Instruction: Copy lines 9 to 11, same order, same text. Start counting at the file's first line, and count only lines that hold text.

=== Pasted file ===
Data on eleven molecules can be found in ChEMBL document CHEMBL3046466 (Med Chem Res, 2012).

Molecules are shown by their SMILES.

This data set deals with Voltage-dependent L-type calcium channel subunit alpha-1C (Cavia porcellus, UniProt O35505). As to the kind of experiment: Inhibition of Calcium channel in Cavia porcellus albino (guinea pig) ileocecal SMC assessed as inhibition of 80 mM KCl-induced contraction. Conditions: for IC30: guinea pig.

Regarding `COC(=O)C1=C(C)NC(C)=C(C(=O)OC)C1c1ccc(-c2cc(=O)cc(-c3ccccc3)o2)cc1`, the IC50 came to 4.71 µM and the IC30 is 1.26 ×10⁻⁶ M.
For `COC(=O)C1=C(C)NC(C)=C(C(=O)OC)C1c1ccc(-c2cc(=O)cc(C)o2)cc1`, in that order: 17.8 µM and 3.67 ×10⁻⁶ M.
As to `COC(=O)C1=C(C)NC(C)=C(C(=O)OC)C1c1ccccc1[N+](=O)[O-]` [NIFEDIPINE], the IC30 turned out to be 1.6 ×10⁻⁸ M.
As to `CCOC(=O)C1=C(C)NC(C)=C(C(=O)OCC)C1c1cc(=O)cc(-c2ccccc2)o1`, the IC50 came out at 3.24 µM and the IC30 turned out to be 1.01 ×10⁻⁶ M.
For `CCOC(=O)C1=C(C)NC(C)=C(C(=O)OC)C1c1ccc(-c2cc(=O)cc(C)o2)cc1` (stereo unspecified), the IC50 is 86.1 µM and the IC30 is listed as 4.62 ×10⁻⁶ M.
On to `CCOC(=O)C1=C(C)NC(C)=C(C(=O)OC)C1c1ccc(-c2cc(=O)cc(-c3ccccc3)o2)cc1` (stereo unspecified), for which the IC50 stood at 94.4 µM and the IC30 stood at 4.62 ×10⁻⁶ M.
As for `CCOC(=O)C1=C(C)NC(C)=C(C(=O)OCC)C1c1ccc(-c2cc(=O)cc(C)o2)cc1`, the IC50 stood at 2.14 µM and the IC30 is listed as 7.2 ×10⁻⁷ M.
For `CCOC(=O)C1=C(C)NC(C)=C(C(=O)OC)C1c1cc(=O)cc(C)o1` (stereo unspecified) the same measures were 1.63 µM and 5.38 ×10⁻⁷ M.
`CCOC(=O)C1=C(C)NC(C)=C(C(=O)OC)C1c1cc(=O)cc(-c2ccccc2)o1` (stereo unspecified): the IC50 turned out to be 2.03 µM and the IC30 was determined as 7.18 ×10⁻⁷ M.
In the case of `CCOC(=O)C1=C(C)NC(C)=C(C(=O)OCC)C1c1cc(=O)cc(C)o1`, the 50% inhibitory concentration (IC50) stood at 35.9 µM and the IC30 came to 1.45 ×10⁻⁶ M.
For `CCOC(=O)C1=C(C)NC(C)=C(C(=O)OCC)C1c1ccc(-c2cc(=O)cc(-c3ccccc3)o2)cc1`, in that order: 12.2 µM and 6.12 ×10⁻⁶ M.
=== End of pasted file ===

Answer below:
On to `CCOC(=O)C1=C(C)NC(C)=C(C(=O)OC)C1c1ccc(-c2cc(=O)cc(-c3ccccc3)o2)cc1` (stereo unspecified), for which the IC50 stood at 94.4 µM and the IC30 stood at 4.62 ×10⁻⁶ M.
As for `CCOC(=O)C1=C(C)NC(C)=C(C(=O)OCC)C1c1ccc(-c2cc(=O)cc(C)o2)cc1`, the IC50 stood at 2.14 µM and the IC30 is listed as 7.2 ×10⁻⁷ M.
For `CCOC(=O)C1=C(C)NC(C)=C(C(=O)OC)C1c1cc(=O)cc(C)o1` (stereo unspecified) the same measures were 1.63 µM and 5.38 ×10⁻⁷ M.